SWF: If we could change for Covid-19, we can change for the climate, says Naomi Klein

Author Naomi Klein during a virtual dialogue at the Singapore Writers Festival. PHOTO: SCREENGRAB FROM SINGAPORE WRITERS FESTIVAL

SINGAPORE - Covid-19 may have devastated the world, but it has also shown humanity's capacity for drastic change, said journalist and activist Naomi Klein.

"What the past few months have proven to me is that when societies decide to treat an emergency as an emergency - precisely what climate activists like Greta (Thunberg) have been calling for - all manner of possibilities instantly bloom.

"This should make us tremendously hopeful about our chances of winning a future that dares to solve multiple crises at once, that simultaneously confronts climate pollution, entrenched racial and gender hierarchies and widening economic inequality."

Klein, 50, was speaking to moderator Kamalini Ramdas at a virtual dialogue at the Singapore Writers Festival, which is organised by the National Arts Council and runs until Sunday (Nov 8) in its first fully digital edition.

The Canadian-American author has written game-changing books such as No Logo (1999), about branding and sweatshops; The Shock Doctrine (2007), about how disasters are exploited by those establishing controversial policies; and On Fire (2019), a call to action against the climate crisis.

"Having changed our lives to fight the virus, a great many people are hungry for more change," she said, citing the Black Lives Matter protests in the wake of African-American George Floyd's death at the hands of the police.

"Having changed our lives to cut out all but the most essential driving and flying, many of us are in no rush to go back to all that rushing - a development with more climate benefits. Our cities are changing too. To facilitate social distancing, many have opened up dramatically more bike lanes and pedestrian roads."

She quoted Princeton University professor Eddie S. Glaude Jr on how the pandemic has increased solidarity. "It created a feeling of shared vulnerability and that created a context for solidarity and empathy."

This also has to do with the much slower speed of lockdown life, she added.

"In every sci-fi apocalyptic movie, there's the zombie moment when people suddenly come out of their homes to eat brains. It was literally the opposite. Everybody was locked down for two months.

"Then George Floyd was murdered. People saw it on their screens. They were operating at a speed that I think allowed more people to feel the excruciating violence, pain, racism and indifference captured in that video.

"This is not, sadly, something rare in America. What was rare was that more people felt it. Somehow the velocity of life had slowed down enough that it wasn't just one more thing flying by on people's feeds. People stopped, watched, felt, then left their homes - not to eat brains, but to stand up for black life."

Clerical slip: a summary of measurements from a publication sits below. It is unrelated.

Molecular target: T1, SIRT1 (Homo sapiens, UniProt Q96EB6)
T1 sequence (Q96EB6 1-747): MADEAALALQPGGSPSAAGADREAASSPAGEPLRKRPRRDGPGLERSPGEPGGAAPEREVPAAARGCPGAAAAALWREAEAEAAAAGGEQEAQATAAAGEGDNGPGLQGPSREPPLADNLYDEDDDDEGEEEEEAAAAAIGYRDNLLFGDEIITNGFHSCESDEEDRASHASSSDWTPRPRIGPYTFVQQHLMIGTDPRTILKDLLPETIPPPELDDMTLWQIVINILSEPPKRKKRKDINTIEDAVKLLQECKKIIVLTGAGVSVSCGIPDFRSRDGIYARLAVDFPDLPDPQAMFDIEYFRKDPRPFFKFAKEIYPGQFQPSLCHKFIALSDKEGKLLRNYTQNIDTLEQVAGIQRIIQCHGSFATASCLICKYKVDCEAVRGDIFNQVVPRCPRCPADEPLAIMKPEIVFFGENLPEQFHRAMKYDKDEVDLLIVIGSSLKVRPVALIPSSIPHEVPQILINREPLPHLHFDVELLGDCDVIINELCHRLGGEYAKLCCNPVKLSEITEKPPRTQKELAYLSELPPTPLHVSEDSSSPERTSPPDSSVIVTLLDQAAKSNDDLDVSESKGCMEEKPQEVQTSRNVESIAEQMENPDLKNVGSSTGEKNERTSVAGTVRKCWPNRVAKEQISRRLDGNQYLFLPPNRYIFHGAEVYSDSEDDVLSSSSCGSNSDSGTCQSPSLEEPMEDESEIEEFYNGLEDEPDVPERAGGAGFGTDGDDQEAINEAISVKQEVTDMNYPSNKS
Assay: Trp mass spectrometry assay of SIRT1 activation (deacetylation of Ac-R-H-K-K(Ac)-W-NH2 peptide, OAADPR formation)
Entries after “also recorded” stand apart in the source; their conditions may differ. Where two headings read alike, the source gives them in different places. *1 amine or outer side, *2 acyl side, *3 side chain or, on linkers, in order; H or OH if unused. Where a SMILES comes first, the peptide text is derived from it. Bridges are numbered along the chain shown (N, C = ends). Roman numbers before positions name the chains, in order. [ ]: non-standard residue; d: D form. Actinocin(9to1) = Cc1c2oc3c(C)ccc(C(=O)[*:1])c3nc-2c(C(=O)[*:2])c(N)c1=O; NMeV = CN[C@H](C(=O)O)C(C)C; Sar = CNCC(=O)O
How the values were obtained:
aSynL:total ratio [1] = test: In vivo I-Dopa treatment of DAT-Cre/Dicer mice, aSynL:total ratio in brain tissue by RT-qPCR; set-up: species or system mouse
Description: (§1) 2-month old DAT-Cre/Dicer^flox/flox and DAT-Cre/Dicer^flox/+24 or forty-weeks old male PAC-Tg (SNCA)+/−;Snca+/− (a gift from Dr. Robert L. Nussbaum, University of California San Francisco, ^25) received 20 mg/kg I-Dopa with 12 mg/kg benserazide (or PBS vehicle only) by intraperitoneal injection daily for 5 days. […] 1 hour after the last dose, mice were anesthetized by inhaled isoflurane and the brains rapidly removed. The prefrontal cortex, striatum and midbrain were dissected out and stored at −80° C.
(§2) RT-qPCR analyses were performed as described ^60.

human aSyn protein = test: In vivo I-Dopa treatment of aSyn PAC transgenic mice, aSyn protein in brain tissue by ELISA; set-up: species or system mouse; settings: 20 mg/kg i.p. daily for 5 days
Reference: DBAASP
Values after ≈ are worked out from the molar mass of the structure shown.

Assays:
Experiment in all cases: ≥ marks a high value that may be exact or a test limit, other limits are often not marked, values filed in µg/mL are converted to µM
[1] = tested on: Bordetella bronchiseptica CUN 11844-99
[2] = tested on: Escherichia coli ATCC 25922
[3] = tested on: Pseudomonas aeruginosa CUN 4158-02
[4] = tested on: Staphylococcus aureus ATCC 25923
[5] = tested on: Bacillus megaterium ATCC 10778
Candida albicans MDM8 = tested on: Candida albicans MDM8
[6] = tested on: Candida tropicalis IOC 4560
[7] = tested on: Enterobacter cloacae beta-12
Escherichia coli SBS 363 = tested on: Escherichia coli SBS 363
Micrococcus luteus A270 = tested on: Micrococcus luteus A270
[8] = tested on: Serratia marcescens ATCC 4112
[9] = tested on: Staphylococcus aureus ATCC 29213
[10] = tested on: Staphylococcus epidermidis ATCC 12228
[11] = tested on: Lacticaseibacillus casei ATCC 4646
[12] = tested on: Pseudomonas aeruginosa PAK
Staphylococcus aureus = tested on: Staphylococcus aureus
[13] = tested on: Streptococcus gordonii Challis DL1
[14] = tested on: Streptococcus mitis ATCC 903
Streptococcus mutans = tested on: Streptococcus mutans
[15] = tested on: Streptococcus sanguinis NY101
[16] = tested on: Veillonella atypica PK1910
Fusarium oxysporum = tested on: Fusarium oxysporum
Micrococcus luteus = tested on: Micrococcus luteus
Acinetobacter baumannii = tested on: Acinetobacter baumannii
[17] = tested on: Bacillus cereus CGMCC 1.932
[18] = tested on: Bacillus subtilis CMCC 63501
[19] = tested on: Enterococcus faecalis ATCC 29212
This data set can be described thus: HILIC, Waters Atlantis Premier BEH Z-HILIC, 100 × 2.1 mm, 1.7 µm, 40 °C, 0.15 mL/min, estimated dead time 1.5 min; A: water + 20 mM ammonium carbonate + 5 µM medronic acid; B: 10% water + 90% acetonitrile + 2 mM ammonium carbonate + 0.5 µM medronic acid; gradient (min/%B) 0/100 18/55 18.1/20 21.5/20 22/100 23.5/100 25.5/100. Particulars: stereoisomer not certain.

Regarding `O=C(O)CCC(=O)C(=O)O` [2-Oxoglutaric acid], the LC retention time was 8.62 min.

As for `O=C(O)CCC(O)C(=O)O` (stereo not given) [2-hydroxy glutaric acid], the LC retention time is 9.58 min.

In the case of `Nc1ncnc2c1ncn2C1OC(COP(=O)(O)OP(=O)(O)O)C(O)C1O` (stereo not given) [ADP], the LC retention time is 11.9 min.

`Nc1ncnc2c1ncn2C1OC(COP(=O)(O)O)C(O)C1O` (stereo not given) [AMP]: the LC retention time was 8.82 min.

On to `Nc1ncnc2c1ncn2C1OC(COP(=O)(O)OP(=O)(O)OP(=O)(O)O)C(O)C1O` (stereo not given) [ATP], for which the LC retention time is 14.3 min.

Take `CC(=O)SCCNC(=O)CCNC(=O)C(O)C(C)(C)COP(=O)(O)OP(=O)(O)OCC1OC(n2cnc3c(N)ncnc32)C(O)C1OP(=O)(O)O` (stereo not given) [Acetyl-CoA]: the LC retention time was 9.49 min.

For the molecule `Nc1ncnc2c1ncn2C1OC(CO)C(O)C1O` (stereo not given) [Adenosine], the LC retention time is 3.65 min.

She stressed, however, that it is change at the highest levels that most urgently needs to occur. "If our governments can pump trillions of new currency in to bail out markets, surely that money can be found to bail out the planet.

"Why can't they pay millions more to perform green jobs like planting trees, remediating polluted lands and building energy-efficient affordable housing? Why can't workers be paid to retool their skills to shift from high carbon sectors to zero carbon ones?"

Klein is a proponent of the Green New Deal, the proposed legislation by New York representative Alexandria Ocasio-Cortez and Senator Edward J. Markey of Massachusetts that would wean the US off fossil fuels and build up its green energy industries.

She compared it to US president Franklin D. Roosevelt's New Deal, a sweeping economic stimulus programme introduced during the 1930s after the Great Depression.

"It was opposed by many elites of its day, but it managed to overcome those barriers because it offered what so many people needed in the depths of the Great Depression - jobs, food, but also joy, in the form of publicly funded art and access to nature."

The future is up for grabs, she said, quoting science-fiction writer Kim Stanley Robinson: "We are now stuck in a science fiction novel that we are writing together."

The key words, she said, are "writing together".

"No one knows how this ends, because we haven't written it yet."


  • WHERE Sistic Live (swf2020-live.sistic.com)

    WHEN Available on video-on-demand until Nov 18

    ADMISSION Festival pass, $20 from Sistic (call 6348 5555 or go to www.sistic.com.sg). Passes are $12 after Nov 9

    Books by Klein and other speakers are available at the online festival bookstore at swfbooks.com. For more details, go to the website.

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